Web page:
Editorial note: Brian accepts the correction and blames the preceding adjective ‘maroon’ for seducing him (but agrees that is a poor excuse). He also takes responsibility for translating Walther‘s lines above and suggests they be compared with the illustration on p. 25 of the March-June issue. Anyone interested in obtaining Graham Moss‘s book should contact Brian at: Department of Germanic Studies, School of Languages and Cultures A18, University of Sydney 2006 (email: firstname.lastname@example.org).
Another School of Arts library catalogue
In Geoffrey Burkhardt‘s article ‘The Libraries of School of Arts and Mechanics’ Institutes: Time capsules of Australian book collections‘ (Issues 363-364, September-December 2009), he indicates his location of ‘the existence of published institute library catalogues for only 41 institutes whose catalogues are held in state libraries and a small number of university libraries’ (p. 103). Geoffrey appeals for catalogues other than those he lists in his references.
I have a copy of the library catalogue for Newtown School of Arts (in Sydney) for 1924. It is 56 pages (22 cm x 28 cm) and has books listed alphabetically by author in nine sections: History and Chronology; Biography and Correspondence; Travel and Geography; Theology, Moral and Mental Philosophy and Education; Natural Philosophy, Science and Arts; Poetry and Drama; Jurisprudence, Political Economy, Social Science; Works of Reference; and (by far the largest section) Prose Works of Fiction.
The catalogue also contains a Book of Rules for the Society and rules and by-laws for: the associated lending library and reading rooms, snooker and billiard room, literary and debating society, and the chess club. There is also a ‘business directory’, which consists of a range of ads, including the one opposite, tailored for the library catalogue.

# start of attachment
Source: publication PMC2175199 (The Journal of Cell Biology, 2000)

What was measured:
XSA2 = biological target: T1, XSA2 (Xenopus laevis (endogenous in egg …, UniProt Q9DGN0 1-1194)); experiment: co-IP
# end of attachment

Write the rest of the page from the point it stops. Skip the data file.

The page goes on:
There‘s hardly any Australian content in the catalogue which may be indicative of the times. Only Henry Lawson and CJ Dennis are included in Poetry and Drama, whilst there is sparse representation in fiction.
Ad from Newtown School of Arts 1924 library catalogue
Notes on article contributors
John Arnold is Senior Lecturer, Communications & Media Studies and Deputy Head of School at Monash University. He has cowritten or contributed to several publications and wrote The Fanfrolico Press: Satyrs, Fauns and fine books (2008), which was reviewed in Biblionews (March-June 2009).
Rosemary Overell (BA Honours, University of Melbourne) is conducting ethnographic fieldwork as part of her PhD in Cultural Studies. She has had articles published, presented papers at conferences and has compiled four zines (explained in her article).
Michael Taffe’s article stems from collecting Mandrake Press books. He completed an Honours thesis on Victoria’s hundreds of Avenues of Honour and has a strong interest in garden history. He wrote Exploring Ballarat’s garden heritage (1999).
Jürgen Wegner is a recently retired librarian from the University of Sydney. He has operated Brandywine Press since 1977 and disperses regular online information for book collectors. He has been a prolific contributor to Biblionews over many years.